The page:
Her Highflying LA Startup Changed How Students Got to School. Then Came the Pandemic.

Ben Bergman

Ben Bergman is the newsroom's senior finance reporter. Previously he was a senior business reporter and host at KPCC, a senior producer at Gimlet Media, a producer at NPR's Morning Edition, and produced two investigative documentaries for KCET. He has been a frequent on-air contributor to business coverage on NPR and Marketplace and has written for The New York Times and Columbia Journalism Review. Ben was a 2017-2018 Knight-Bagehot Fellow in Economic and Business Journalism at Columbia Business School. In his free time, he enjoys skiing, playing poker, and cheering on The Seattle Seahawks.

Her Highflying LA Startup Changed How Students Got to School. Then Came the Pandemic.

When Joanna McFarland co-founded HopSkipDrive in 2014, she thought she had discovered the perfect low-risk business model – contracting with school districts to provide safe and reliable ridesharing for students.

"I always said this is the most recession-proof business there is because it's schools and schools don't close," McFarland recalls. "But apparently it's not pandemic proof."


With the raging coronavirus shuttering schools in most of the eight states it serves plus Washington D.C., McFarland says the company is bringing in "far less" than 20% of the revenue it did pre-pandemic. Though that's up from last Spring when revenue vanished practically overnight.

"2020 has been a year," McFarland said in a Zoom video interview last month. "I don't know what else to say."

McFarland attended The Wharton School for undergrad, and got an MBA at Stanford in 2005, before executive roles at OneWest Bank, AT&T Interactive and GM Consumer Finance. But nothing could prepare her for 2020.

"March, April and May was just crisis mode," McFarland remembers. "New information was coming in every single day. How do you possibly plan for next month or next quarter, let alone like tomorrow? How do you keep your team from freaking out?"

HopSkipDrive laid off 10% of its workforce in March, but thinking that schools would reopen by Fall, McFarland hoped to retain the bulk of her staff. The company received a $1.6 million Payroll Protection loan in April to retain 102 jobs – one of the largest given to an L.A. startup.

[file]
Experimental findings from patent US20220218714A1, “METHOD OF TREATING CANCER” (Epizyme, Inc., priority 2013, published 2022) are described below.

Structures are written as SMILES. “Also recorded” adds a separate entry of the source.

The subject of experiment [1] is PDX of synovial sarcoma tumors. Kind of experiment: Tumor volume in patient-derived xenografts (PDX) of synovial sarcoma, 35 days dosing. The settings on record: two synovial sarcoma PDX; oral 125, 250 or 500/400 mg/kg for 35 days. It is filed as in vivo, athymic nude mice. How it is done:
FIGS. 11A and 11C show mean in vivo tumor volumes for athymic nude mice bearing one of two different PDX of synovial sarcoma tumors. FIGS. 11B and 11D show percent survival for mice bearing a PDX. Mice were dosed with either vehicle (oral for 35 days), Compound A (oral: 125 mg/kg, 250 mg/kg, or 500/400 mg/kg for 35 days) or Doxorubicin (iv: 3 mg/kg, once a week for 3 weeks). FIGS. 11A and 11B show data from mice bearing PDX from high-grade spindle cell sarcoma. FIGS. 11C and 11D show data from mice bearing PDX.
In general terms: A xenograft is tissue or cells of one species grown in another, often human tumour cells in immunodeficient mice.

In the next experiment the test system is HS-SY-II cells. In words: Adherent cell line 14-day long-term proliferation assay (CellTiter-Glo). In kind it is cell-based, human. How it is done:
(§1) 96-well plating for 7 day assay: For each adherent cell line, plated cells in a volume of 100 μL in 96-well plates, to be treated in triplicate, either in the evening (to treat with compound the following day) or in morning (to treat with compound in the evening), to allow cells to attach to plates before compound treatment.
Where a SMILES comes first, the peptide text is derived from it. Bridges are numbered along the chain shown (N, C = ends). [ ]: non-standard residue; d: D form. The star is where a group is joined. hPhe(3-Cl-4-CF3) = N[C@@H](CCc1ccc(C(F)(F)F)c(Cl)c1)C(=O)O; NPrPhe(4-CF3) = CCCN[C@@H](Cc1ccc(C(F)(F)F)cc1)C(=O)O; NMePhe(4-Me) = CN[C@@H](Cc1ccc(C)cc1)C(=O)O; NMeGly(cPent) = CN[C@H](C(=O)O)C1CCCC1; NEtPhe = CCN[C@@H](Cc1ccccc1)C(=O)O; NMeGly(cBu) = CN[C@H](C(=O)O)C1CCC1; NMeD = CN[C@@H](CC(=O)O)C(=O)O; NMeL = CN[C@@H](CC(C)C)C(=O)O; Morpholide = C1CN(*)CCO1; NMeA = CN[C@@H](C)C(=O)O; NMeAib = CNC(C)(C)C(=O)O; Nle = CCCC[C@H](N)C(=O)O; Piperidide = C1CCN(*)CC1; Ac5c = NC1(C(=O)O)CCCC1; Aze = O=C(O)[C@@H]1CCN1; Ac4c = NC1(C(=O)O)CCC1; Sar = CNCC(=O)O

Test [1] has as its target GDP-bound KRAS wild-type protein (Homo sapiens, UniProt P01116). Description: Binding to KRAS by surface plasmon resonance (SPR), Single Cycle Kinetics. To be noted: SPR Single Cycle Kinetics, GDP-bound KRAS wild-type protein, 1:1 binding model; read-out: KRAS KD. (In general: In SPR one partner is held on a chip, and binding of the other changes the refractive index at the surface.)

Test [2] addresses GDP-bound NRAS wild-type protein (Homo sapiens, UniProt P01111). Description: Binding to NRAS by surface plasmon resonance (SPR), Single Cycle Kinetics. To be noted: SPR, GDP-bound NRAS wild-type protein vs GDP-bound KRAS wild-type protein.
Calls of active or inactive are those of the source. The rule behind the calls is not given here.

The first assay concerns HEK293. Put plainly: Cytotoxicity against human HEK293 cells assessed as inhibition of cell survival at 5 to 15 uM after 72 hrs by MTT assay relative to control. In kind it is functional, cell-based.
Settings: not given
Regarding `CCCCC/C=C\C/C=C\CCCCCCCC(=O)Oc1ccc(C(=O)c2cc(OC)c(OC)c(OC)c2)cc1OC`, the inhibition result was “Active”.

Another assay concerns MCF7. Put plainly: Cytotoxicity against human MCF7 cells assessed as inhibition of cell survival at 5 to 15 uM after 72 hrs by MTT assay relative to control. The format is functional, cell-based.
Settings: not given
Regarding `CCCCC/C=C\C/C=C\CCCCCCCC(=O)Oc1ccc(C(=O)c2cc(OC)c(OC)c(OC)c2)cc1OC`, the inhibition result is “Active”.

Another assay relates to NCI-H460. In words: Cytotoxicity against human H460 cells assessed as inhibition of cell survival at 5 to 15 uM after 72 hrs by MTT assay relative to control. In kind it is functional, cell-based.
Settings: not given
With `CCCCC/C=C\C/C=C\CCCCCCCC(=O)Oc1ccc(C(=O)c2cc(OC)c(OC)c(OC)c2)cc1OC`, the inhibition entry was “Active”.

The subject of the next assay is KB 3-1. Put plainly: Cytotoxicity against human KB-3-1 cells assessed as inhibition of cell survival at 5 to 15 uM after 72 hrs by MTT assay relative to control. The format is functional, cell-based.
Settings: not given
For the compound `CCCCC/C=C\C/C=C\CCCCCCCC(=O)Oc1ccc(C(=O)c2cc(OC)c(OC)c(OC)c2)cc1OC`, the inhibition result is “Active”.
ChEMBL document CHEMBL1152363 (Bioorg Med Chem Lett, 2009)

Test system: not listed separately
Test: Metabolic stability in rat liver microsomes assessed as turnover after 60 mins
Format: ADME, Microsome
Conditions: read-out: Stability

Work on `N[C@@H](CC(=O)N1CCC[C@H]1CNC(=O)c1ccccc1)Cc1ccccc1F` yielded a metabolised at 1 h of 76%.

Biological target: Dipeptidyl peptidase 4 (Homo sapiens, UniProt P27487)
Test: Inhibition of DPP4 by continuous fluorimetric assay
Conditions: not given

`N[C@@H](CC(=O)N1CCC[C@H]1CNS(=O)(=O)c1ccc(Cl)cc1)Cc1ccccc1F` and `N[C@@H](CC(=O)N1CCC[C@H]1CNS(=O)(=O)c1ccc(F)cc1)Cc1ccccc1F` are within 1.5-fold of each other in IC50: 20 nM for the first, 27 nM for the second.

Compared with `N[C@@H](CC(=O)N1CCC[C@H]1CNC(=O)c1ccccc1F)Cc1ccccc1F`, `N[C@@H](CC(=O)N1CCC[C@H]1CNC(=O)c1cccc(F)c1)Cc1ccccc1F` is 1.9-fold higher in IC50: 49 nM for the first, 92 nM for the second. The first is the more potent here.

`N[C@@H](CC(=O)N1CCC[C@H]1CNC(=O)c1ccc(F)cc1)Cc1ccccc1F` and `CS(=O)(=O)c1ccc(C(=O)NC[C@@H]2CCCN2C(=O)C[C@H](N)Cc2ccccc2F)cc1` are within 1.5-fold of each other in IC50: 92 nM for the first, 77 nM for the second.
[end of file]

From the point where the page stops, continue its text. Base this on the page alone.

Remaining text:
"That meant that we got to keep all of our operations team, our support team, our marketing team, our sales team," she said.

The funding ran out in August, and with most students still stuck at home, she laid off 60 people. Fewer than 50 employees remain.

"That was very, very difficult to do," McFarland said.

Joanna McFarland attended The Wharton School for undergrad, and got an MBA at Stanford in 2005, before executive roles at OneWest Bank, AT&T Interactive and GM Consumer Finance. But nothing could prepare her for 2020.

It was a major setback for the once fast-growing startup, which was started by McFarland and two other L.A.-area working moms desperate for a safe way to ferry their overscheduled kids to and from school, soccer games and violin lessons — activities that now seem like the relics of a bygone era.

"With eight children between us, we were constantly struggling with the need to be in multiple places at once," McFarland said soon after launching. "We designed HopSkipDrive to be safe enough for our own kids to use, and in doing so, have developed a scalable transportation solution that has been game changing for families."

Before COVID-19, HopSkipDrive had been on a significant hiring spree, relocating its offices to the trendy ROW DTLA in the Arts District, where Spotify has its L.A. headquarters.

HopSkipDrive raised $22 million in late-stage funding last February from two of L.A.'s most prominent venture firms, Greycroft and Upfront Ventures, to bring its total fundraising close to $45 million. (Upfront also got in on the 2015 seed round.)